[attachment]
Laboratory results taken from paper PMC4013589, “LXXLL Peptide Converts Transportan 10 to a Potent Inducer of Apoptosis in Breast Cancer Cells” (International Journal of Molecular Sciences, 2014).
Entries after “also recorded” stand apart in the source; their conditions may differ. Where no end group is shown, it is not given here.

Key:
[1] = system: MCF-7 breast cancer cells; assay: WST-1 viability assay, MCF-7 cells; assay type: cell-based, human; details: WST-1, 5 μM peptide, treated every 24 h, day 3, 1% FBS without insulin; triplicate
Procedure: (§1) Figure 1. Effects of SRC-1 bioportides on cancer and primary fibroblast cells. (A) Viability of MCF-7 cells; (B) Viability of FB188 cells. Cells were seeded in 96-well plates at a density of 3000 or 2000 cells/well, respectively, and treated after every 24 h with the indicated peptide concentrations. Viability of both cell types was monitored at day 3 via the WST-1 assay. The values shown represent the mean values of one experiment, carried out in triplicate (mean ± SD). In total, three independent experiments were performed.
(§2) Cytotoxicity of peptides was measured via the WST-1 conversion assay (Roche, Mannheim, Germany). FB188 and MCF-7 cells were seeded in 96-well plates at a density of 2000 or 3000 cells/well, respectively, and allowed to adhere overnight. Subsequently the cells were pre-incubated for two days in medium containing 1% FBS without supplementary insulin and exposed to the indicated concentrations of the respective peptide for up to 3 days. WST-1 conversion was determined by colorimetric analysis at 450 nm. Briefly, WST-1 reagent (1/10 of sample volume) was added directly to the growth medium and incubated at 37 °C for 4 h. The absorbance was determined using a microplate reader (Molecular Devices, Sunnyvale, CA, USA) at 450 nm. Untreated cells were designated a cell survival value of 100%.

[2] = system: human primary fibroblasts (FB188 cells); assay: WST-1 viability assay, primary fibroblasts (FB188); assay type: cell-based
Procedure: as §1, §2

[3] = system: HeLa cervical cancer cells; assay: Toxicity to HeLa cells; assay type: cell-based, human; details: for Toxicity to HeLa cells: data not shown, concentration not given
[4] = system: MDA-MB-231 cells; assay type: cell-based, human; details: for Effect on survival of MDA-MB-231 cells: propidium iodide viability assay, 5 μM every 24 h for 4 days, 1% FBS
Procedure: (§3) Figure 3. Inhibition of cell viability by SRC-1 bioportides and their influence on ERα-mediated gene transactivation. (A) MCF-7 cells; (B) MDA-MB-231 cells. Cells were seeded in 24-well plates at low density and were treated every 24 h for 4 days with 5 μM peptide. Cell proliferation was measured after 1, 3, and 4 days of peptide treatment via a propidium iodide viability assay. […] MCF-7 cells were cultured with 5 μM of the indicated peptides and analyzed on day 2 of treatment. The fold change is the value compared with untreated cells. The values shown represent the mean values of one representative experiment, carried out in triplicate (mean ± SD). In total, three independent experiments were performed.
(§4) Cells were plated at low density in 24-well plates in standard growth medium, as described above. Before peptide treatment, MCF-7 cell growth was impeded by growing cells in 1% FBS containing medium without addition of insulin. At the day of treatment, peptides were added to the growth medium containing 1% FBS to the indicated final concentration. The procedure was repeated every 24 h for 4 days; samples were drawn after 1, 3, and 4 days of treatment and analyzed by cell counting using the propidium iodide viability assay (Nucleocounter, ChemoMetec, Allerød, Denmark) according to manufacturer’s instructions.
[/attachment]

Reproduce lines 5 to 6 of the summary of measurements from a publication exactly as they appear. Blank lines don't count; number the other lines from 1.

Procedure: (§1) Figure 1. Effects of SRC-1 bioportides on cancer and primary fibroblast cells. (A) Viability of MCF-7 cells; (B) Viability of FB188 cells. Cells were seeded in 96-well plates at a density of 3000 or 2000 cells/well, respectively, and treated after every 24 h with the indicated peptide concentrations. Viability of both cell types was monitored at day 3 via the WST-1 assay. The values shown represent the mean values of one experiment, carried out in triplicate (mean ± SD). In total, three independent experiments were performed.
(§2) Cytotoxicity of peptides was measured via the WST-1 conversion assay (Roche, Mannheim, Germany). FB188 and MCF-7 cells were seeded in 96-well plates at a density of 2000 or 3000 cells/well, respectively, and allowed to adhere overnight. Subsequently the cells were pre-incubated for two days in medium containing 1% FBS without supplementary insulin and exposed to the indicated concentrations of the respective peptide for up to 3 days. WST-1 conversion was determined by colorimetric analysis at 450 nm. Briefly, WST-1 reagent (1/10 of sample volume) was added directly to the growth medium and incubated at 37 °C for 4 h. The absorbance was determined using a microplate reader (Molecular Devices, Sunnyvale, CA, USA) at 450 nm. Untreated cells were designated a cell survival value of 100%.